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Advertisers Up in Arms Over Microsoft Decision to Make Internet Explorer 10 Default to ‘Do Not Track’

Jun 1, 2012  •  Post A Comment

"The Digital Advertising Alliance (DAA), a coalition of the nation’s leading media and marketing trade associations and companies, raised concern today about Microsoft’s decision to embed Do Not Track functionality as a default setting in version 10 of its Internet Explorer browser," the DAA said in a statement.

The DAA is made up of the American Association of Advertising Agencies (4A’s), the Association of National Advertisers (ANA), the American Advertising Federation (AAF), the Direct Marketing Association (DMA), the Interactive Advertising Bureau (IAB) and the Network Advertising Initiative (NAI).

The statement adds, "Advertising has always been about connecting consumers to products and services that are likely of interest to them," said DAA General Counsel Stu Ingis. "While new Web technologies deliver more relevant advertising to consumers, comprehensive industry self-regulation is also providing consumers with meaningful choices about the collection of their data. The Administration and FTC have praised these efforts. Today’s technology announcement [by Microsoft], however, threatens to undermine that balance, limiting the availability and diversity of Internet content and services for consumers."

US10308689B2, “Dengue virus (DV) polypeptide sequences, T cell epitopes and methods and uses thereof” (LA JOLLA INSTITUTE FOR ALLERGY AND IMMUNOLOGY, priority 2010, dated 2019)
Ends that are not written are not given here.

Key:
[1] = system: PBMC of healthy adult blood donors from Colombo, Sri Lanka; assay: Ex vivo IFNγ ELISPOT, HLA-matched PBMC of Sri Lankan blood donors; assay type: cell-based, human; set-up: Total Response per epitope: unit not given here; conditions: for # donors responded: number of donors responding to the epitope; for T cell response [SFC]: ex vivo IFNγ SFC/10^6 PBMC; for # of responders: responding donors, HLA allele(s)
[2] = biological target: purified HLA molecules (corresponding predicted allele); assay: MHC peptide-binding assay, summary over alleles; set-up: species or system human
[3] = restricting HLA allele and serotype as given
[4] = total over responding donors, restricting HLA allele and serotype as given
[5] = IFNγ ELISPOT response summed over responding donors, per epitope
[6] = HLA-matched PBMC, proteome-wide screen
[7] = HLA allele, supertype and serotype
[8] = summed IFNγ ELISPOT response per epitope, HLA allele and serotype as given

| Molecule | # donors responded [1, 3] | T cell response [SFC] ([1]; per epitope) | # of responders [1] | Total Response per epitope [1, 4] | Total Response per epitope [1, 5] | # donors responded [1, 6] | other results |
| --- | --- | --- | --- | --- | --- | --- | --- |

In Wired’s news story about the Microsoft move, it said, "Do Not Track doesn’t attempt to block cookies — instead it sends a message to every website you visit saying you prefer not to be tracked. That flag is currently optional for sites and Web advertising firms to obey, but it’s gaining momentum with Twitter embracing it last week."

The Wired story quotes Microsoft as saying, "We believe that consumers should have more control over how information about their online behavior is tracked, shared and used. Online advertising is an important part of the economy supporting publishers and content owners and helping businesses of all shapes and sizes to go to market. There is also value for consumers in personalized experiences and receiving advertising that is relevant to them. Of course, we hope that many consumers will see this value and make a conscious choice to share information in order to receive more personalized ad content. For us, that is the key distinction."

2 Comments

  1. Huzzah! Huzzah!
    I know I don’t want to be tracked, by anyone. I still like my privacy, and I don’t need a bunch of marketers interrupting what I’m doing to cram ads in my face, or to keep up on my activities. The more information about a person there is out there, the easier it becomes for someone to abuse it.

  2. bravo Microsoft… now take out the NSA, NRO and DIA backdoors and you have a winner!

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